What makes a child a late talker?
A late talker is a child, usually about 15-24 months old, who is slower, compared to other children of the same age, in acquiring language skills. Late talkers often do not have any other disabilities or developmental delays. In most cases, a late talker can understand language properly and at a normal pace. It is just the production or use of language that does not start at a developmentally appropriate age. Most late talkers who exclusively have a tough time producing language have great social skills, thinking skills, motor skills, and play skills.
How do I know if my child is a late talker?
There are a few signs that parents can look out for to indicate whether a child is a late talker or not. These signs depend on the child’s age and roughly how many words, on average, he or she knows and can produce.
At 12 months, a child should know and be able to say about 2-6 words. These words usually include naming items that he or she comes into contact with regularly. Animal sounds are also accepted as words for a child at this age.
At 2 years old, a child should know as well as be able to say no less than 50 words and have an average of about 200-300 words. Using these words, he or she should start combining two words together. For example, a child at this age should be able to put words together such as, “hi mama”, “bye dad”, “more milk”, etc.
At 3 years old, a child should know as well as be able to produce about 1000 words. Additionally, he or she should be able to create sentences with three or more words. For example, a child at this age should be able to say something like, “I want more.” or “I see a dog!”.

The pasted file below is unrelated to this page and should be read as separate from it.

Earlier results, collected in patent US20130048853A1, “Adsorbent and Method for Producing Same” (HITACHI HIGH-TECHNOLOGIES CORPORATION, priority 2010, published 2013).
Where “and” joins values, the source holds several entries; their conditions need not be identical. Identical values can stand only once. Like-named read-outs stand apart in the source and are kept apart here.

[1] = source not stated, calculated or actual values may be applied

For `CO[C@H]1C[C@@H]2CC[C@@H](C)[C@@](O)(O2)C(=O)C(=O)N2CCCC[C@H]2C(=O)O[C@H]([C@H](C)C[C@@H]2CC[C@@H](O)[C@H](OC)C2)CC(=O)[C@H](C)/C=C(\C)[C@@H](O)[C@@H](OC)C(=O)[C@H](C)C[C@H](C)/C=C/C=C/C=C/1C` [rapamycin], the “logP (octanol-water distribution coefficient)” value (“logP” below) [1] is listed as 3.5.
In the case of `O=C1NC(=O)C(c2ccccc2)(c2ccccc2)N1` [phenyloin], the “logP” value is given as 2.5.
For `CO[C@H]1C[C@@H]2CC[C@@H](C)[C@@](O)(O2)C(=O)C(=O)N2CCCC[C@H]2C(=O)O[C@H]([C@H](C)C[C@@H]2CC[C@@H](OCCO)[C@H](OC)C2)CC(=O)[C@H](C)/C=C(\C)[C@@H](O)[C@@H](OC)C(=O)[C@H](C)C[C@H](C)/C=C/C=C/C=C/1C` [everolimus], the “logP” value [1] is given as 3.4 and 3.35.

What is the normal rate of development for language in toddlers?
There is no solid timetable of exactly how many words each and every child should be able to produce at a given age. It varies slightly between different children.
Below is a rough estimate of how many words a child should be able to produce at a given age. If there is a slight difference in how many words he or she can produce, compared to what is in this list it does not mean that he or she is a late talker. However, if the difference is significant, then it would be in the parent’s best interest to contact a speech-language pathologist so that their child’s language skills can be evaluated by a specialist.
Age of Child ~ Average Number of Words
-12 months ~ 2-6 words
-15 months ~ 10 words
-18 months ~ 50 words
-24 months (2 years) ~ 200-300 words
-30 months ~ 450 words
-36 months (3 years) ~ 1,000 words
-42 months ~ 1,200 words
-48 months (4 years) ~ 1,600 words
Although all children do produce language at their own pace, there are still certain important age markers that a child should most definitely be able to produce a certain number of words at.
Is there a direct cause that leads to a child becoming a late talker?
There are no direct links between specific conditions, characteristics, or practices that may lead to a child becoming a late talker. However, some possible characteristics that researchers have found to be more likely associated with late talkers include, but are not limited to a child that:
-has a family history of early language delay
-is a male
-was born with a low birthweight
-was born prematurely which means that the baby was not carried to full term (9 months)
What challenges could a late talker be met with when he or she gets older?